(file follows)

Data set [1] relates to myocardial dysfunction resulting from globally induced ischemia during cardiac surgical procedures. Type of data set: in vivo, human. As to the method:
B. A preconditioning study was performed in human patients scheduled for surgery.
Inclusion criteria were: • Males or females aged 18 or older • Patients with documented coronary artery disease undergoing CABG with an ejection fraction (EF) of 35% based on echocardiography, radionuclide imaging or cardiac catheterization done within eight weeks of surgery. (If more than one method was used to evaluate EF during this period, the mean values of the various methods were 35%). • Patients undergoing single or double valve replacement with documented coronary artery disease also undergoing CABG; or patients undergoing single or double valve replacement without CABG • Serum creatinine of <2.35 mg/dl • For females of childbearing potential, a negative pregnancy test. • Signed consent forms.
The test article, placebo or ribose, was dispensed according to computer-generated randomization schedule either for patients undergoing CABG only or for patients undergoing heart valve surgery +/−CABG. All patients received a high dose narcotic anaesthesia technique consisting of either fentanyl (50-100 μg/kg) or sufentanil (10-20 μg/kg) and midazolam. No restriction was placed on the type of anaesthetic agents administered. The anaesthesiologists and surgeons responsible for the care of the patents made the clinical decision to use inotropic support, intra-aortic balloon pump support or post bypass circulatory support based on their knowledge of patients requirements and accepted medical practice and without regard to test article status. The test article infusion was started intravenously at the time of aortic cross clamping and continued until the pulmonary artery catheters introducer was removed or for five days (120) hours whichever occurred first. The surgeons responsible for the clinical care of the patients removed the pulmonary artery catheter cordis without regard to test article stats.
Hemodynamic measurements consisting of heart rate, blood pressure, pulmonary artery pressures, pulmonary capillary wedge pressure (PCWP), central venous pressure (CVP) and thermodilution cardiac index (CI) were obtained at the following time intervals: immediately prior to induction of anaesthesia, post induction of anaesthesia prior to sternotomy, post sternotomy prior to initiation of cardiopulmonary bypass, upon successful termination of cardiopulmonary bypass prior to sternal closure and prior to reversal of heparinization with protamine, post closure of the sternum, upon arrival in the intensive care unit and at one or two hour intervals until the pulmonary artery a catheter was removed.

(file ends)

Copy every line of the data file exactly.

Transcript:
Data set [1] relates to myocardial dysfunction resulting from globally induced ischemia during cardiac surgical procedures. Type of data set: in vivo, human. As to the method:
B. A preconditioning study was performed in human patients scheduled for surgery.
Inclusion criteria were: • Males or females aged 18 or older • Patients with documented coronary artery disease undergoing CABG with an ejection fraction (EF) of 35% based on echocardiography, radionuclide imaging or cardiac catheterization done within eight weeks of surgery. (If more than one method was used to evaluate EF during this period, the mean values of the various methods were 35%). • Patients undergoing single or double valve replacement with documented coronary artery disease also undergoing CABG; or patients undergoing single or double valve replacement without CABG • Serum creatinine of <2.35 mg/dl • For females of childbearing potential, a negative pregnancy test. • Signed consent forms.
The test article, placebo or ribose, was dispensed according to computer-generated randomization schedule either for patients undergoing CABG only or for patients undergoing heart valve surgery +/−CABG. All patients received a high dose narcotic anaesthesia technique consisting of either fentanyl (50-100 μg/kg) or sufentanil (10-20 μg/kg) and midazolam. No restriction was placed on the type of anaesthetic agents administered. The anaesthesiologists and surgeons responsible for the care of the patents made the clinical decision to use inotropic support, intra-aortic balloon pump support or post bypass circulatory support based on their knowledge of patients requirements and accepted medical practice and without regard to test article status. The test article infusion was started intravenously at the time of aortic cross clamping and continued until the pulmonary artery catheters introducer was removed or for five days (120) hours whichever occurred first. The surgeons responsible for the clinical care of the patients removed the pulmonary artery catheter cordis without regard to test article stats.
Hemodynamic measurements consisting of heart rate, blood pressure, pulmonary artery pressures, pulmonary capillary wedge pressure (PCWP), central venous pressure (CVP) and thermodilution cardiac index (CI) were obtained at the following time intervals: immediately prior to induction of anaesthesia, post induction of anaesthesia prior to sternotomy, post sternotomy prior to initiation of cardiopulmonary bypass, upon successful termination of cardiopulmonary bypass prior to sternal closure and prior to reversal of heparinization with protamine, post closure of the sternum, upon arrival in the intensive care unit and at one or two hour intervals until the pulmonary artery a catheter was removed.